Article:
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How to set yearlong fitness goals

The key to keeping your fitness resolution this year? Make a plan

Beautiful young girl holding pilates mat in pilates studio and talking to her two beautiful friends

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There is a fundamental problem with New Year’s resolutions: People often don’t keep them for more than a few months at the most. This may not be a huge deal if your resolution was to plan a mini adventure or to really work on your tennis backhand. But if your resolution was fitness related (as many resolutions are), well — you should try to keep that one. Fitness and health and intertwined, and without health, what do you have, really?

There are various reasons people fail to keep their fitness resolutions, but key causes include boredom, a lack of motivation and the lack of a plan or structure. If you’re trying to go from little or no exercise to doing it for a full year, it’s overwhelming without a plan.

That’s why, below, we have a general approach to setting fitness goals, along with a month-by-month workout plan for you, made in conjunction with two trainers from our favorite fitness app, Aaptiv. (Reminder: Eligible Haven Term policyholders enjoy a no-cost subscription through our Haven Life Plus bonus rider.)

In this article:

General approach

“You can increase motivation by mixing up your workout routine,” says Aaptiv trainer and running expert Raj Hathiramani. To keep yourself engaged, he suggests “varying your workouts within each month and possibly each week. This could range from running solo outside and strength training at home to doing a virtual bike ride and attending a yoga or pilates class.”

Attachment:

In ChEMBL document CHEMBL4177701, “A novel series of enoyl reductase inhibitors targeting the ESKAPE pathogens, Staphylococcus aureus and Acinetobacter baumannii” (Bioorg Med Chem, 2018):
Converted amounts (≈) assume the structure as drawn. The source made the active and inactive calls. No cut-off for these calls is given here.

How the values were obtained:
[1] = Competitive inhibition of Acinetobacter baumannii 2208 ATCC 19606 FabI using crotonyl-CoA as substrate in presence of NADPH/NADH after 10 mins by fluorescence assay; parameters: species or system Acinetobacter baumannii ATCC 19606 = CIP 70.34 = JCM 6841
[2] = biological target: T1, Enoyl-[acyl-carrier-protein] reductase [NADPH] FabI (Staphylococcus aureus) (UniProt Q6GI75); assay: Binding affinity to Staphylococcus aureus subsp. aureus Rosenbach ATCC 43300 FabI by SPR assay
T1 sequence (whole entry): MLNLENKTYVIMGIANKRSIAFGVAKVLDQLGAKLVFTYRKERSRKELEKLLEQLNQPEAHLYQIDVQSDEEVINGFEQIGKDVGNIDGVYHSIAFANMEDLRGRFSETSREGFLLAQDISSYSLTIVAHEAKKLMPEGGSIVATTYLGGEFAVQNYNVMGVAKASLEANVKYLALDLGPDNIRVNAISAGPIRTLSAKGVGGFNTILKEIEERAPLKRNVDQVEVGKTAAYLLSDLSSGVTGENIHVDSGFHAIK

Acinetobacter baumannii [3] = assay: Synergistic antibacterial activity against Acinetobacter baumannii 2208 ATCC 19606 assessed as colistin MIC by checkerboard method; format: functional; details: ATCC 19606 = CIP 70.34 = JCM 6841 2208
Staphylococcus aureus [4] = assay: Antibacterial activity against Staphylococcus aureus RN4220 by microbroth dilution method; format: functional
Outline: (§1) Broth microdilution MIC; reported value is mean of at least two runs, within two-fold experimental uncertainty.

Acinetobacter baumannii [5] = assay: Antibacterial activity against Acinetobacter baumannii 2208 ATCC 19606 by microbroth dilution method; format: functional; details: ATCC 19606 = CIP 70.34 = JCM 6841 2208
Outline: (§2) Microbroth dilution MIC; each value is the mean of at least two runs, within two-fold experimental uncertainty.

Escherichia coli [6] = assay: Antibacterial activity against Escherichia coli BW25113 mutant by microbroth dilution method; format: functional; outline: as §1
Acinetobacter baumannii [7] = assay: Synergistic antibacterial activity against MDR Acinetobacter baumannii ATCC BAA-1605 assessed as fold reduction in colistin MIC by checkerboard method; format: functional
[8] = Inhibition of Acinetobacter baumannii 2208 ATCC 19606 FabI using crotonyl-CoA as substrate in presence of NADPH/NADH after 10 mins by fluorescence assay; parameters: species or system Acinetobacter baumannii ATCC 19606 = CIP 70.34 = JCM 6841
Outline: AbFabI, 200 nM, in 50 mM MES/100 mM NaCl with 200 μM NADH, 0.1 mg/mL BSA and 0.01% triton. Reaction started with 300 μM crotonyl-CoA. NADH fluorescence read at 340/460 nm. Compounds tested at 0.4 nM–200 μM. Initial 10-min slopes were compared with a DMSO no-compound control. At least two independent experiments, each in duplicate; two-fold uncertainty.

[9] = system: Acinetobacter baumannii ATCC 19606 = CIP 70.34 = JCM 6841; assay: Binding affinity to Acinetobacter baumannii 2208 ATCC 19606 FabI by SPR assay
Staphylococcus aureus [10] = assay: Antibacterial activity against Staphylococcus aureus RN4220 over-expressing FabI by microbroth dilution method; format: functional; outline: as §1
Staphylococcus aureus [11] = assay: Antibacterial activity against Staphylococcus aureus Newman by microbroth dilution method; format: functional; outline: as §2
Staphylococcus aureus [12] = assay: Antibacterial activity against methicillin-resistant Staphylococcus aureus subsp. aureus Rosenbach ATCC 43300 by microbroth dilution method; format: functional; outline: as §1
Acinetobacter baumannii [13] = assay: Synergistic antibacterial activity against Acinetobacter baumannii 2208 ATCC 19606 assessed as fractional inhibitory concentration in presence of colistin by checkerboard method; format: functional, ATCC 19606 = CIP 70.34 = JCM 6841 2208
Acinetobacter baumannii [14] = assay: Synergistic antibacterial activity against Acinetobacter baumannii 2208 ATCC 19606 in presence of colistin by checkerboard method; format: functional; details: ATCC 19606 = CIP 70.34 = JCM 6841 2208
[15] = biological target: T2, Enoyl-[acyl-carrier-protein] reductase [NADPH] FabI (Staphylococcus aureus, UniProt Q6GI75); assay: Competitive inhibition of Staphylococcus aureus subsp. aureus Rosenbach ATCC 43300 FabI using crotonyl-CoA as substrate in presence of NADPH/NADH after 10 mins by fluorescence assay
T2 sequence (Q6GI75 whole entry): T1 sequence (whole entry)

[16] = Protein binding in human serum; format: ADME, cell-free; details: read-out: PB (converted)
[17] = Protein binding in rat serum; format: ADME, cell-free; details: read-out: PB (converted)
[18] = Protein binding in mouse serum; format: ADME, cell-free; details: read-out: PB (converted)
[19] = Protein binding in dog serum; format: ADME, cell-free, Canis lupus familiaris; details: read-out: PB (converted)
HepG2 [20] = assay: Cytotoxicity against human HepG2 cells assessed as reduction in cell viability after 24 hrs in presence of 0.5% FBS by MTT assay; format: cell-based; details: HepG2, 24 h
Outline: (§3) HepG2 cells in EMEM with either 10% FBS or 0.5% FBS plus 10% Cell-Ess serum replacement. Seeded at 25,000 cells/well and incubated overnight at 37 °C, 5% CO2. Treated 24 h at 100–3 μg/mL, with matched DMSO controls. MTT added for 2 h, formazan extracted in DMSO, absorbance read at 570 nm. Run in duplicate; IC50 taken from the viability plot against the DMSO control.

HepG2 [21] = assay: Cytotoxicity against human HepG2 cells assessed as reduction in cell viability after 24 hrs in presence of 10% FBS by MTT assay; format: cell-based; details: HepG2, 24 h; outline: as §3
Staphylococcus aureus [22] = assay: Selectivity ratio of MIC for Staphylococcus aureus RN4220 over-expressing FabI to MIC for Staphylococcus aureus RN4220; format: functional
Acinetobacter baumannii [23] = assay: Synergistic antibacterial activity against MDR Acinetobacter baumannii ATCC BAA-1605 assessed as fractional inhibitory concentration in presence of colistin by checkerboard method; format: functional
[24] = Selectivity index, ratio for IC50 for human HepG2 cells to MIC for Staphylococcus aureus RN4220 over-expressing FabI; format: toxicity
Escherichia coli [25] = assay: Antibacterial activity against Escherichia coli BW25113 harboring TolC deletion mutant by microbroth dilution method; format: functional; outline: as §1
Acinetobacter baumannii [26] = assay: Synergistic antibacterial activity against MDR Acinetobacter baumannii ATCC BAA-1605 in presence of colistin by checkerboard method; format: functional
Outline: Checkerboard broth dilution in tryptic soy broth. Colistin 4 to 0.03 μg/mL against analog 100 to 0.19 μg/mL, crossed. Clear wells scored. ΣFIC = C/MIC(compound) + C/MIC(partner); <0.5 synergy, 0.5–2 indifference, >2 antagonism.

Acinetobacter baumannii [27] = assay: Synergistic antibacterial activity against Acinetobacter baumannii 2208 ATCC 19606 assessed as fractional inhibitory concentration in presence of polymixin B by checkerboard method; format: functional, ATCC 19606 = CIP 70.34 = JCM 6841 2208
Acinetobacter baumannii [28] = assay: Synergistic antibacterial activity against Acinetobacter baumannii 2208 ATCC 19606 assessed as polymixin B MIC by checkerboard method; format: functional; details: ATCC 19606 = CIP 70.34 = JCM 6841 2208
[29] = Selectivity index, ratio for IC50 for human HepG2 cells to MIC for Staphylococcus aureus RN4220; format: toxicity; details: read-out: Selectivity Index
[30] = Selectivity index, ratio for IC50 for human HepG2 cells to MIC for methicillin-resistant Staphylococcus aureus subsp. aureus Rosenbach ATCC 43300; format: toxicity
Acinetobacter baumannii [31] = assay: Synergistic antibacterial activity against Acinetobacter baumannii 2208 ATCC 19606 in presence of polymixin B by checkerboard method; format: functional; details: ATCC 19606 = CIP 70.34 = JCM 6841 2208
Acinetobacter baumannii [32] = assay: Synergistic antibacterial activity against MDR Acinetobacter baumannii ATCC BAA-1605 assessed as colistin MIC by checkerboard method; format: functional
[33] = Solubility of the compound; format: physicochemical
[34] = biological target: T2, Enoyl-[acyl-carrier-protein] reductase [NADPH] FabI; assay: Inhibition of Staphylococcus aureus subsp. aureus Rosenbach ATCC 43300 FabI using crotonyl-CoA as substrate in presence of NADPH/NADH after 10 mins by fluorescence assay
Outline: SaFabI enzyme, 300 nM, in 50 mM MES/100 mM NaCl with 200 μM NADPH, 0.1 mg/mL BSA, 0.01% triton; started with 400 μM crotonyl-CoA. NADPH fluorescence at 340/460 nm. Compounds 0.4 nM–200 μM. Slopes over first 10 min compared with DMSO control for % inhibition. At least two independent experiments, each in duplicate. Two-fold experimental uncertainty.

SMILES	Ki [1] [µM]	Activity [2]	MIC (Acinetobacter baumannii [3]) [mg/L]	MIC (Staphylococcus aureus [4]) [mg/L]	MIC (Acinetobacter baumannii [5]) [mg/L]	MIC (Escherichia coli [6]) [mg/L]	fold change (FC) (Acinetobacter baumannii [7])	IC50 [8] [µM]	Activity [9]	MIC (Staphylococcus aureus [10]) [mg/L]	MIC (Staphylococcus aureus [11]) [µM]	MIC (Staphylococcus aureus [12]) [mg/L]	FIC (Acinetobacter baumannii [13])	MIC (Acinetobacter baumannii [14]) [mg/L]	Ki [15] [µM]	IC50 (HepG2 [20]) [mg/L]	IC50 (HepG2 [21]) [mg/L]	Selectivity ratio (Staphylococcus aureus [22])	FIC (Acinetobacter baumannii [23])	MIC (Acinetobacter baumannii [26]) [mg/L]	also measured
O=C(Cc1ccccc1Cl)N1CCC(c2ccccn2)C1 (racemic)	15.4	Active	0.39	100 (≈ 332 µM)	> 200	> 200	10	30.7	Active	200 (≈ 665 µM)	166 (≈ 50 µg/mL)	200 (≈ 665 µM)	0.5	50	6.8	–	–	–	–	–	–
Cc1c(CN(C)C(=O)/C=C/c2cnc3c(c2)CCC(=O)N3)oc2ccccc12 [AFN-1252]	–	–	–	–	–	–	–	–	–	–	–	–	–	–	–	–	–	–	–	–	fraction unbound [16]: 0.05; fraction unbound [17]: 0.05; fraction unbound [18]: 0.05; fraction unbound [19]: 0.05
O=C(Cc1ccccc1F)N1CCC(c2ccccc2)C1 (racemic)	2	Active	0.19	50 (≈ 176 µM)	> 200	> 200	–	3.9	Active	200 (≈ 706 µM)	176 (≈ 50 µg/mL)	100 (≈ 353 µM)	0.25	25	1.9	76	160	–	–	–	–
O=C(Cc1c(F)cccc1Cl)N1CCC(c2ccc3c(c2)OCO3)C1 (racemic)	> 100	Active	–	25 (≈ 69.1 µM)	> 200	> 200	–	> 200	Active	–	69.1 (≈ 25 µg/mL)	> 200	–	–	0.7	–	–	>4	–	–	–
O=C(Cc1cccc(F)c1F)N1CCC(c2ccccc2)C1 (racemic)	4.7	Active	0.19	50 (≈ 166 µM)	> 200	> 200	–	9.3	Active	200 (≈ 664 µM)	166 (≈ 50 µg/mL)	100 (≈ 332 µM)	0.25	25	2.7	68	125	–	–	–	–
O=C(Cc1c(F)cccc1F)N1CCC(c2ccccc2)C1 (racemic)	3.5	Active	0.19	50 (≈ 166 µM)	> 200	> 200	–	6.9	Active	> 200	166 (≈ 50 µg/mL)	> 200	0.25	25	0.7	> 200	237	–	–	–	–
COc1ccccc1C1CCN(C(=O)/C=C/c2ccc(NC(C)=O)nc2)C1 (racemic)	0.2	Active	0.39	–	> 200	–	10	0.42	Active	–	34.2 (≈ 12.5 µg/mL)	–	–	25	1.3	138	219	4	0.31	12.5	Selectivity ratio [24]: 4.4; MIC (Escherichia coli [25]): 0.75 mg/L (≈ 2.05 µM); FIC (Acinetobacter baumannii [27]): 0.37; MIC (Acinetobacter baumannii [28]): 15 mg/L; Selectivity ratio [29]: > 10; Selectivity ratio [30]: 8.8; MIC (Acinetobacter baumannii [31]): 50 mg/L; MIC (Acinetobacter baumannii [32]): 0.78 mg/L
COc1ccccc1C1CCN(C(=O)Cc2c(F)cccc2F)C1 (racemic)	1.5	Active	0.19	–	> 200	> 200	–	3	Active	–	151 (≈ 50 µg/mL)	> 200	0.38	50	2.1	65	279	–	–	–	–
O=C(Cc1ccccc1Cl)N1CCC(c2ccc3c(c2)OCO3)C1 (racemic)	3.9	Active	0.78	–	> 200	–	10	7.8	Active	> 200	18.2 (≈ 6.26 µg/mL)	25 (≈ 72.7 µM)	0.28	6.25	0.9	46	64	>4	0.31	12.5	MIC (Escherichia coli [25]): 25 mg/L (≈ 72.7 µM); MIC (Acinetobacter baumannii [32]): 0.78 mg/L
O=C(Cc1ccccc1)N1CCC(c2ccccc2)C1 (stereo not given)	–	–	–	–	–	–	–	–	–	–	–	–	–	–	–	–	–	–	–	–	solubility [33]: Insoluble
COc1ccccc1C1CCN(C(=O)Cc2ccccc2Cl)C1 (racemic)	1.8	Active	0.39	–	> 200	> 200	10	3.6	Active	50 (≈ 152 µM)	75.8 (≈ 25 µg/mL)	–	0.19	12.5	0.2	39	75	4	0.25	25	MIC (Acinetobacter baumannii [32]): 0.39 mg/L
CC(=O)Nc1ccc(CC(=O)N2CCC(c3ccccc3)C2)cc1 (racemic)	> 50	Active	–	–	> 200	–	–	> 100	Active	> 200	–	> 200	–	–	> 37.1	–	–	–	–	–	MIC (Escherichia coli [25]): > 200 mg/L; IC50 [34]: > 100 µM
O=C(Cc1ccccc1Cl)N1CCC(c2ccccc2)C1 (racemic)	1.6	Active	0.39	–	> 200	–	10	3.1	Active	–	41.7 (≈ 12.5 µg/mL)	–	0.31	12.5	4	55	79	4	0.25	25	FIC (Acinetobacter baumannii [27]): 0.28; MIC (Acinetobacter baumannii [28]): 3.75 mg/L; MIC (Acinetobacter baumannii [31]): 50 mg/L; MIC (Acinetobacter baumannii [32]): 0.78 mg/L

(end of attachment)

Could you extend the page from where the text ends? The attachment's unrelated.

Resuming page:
To keep yourself on track, apps like Aaptiv can provide audio coaching and specific workouts for additional accountability and motivation, he says. It’s like virtual personal training to help you in achieving your goals.

He also mentions another approach: “Instead of doing a different workout routine each month, consider setting monthly themes about behaviors you want to change. This can span several aspects of your well-being such as fitness, mental health, nutrition, recovery, and sleep. Ask yourself ‘What would make me happier?’ since the more your life reflects your values, the happier you’ll be. In addition, make your monthly goals SMART — specific, measurable, attainable, relevant, time-based.”

Be serious about it, but don’t be too hard on yourself, at least when you start out setting goals: “Your age and current fitness level, weekly routine, experience, injuries or conditions, and life schedule are all factors to consider when deciding what your monthly goals should be,” he says.

“Progress is never a straight line up, so incorporate step-back or recovery weeks and acknowledge there will be factors out of your control affecting your routine.”